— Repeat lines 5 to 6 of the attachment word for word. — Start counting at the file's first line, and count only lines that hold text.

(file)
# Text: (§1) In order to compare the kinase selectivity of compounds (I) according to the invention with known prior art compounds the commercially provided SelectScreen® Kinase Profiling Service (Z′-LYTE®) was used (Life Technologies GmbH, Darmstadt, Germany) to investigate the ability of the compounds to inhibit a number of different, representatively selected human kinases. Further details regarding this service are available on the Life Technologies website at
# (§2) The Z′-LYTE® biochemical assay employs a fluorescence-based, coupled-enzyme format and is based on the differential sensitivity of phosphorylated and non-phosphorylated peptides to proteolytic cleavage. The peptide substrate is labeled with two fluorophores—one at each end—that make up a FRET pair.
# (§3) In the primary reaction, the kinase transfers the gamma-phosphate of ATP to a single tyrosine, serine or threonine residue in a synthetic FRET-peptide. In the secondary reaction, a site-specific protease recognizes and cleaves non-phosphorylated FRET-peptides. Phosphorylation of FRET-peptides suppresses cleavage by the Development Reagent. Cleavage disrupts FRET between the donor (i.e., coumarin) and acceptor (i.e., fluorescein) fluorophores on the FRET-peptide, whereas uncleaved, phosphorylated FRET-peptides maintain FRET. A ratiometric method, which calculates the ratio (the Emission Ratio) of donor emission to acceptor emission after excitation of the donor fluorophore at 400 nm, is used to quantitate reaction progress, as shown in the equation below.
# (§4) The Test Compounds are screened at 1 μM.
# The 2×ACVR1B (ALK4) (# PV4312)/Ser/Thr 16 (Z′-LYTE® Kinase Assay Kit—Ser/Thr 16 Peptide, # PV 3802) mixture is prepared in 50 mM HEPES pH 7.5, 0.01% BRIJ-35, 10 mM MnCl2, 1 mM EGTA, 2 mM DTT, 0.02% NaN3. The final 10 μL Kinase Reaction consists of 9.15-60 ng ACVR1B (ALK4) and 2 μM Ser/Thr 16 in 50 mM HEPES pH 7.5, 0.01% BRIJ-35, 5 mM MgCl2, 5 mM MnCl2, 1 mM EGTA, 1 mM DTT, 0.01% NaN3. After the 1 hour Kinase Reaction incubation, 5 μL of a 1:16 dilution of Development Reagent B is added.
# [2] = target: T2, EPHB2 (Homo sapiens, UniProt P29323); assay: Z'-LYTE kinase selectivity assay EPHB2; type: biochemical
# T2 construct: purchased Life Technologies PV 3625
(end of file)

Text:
# The 2×ACVR1B (ALK4) (# PV4312)/Ser/Thr 16 (Z′-LYTE® Kinase Assay Kit—Ser/Thr 16 Peptide, # PV 3802) mixture is prepared in 50 mM HEPES pH 7.5, 0.01% BRIJ-35, 10 mM MnCl2, 1 mM EGTA, 2 mM DTT, 0.02% NaN3. The final 10 μL Kinase Reaction consists of 9.15-60 ng ACVR1B (ALK4) and 2 μM Ser/Thr 16 in 50 mM HEPES pH 7.5, 0.01% BRIJ-35, 5 mM MgCl2, 5 mM MnCl2, 1 mM EGTA, 1 mM DTT, 0.01% NaN3. After the 1 hour Kinase Reaction incubation, 5 μL of a 1:16 dilution of Development Reagent B is added.
# [2] = target: T2, EPHB2 (Homo sapiens, UniProt P29323); assay: Z'-LYTE kinase selectivity assay EPHB2; type: biochemical